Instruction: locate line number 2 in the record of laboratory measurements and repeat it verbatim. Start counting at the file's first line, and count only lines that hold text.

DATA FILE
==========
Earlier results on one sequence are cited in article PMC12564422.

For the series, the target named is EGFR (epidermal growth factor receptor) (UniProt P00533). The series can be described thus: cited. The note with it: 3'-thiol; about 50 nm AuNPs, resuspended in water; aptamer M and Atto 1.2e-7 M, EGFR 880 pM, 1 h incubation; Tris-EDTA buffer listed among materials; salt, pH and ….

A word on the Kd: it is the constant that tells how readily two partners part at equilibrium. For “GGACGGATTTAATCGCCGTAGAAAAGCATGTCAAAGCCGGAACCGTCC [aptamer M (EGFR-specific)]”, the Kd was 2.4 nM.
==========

For the series, the target named is EGFR (epidermal growth factor receptor) (UniProt P00533). The series can be described thus: cited. The note with it: 3'-thiol; about 50 nm AuNPs, resuspended in water; aptamer M and Atto 1.2e-7 M, EGFR 880 pM, 1 h incubation; Tris-EDTA buffer listed among materials; salt, pH and ….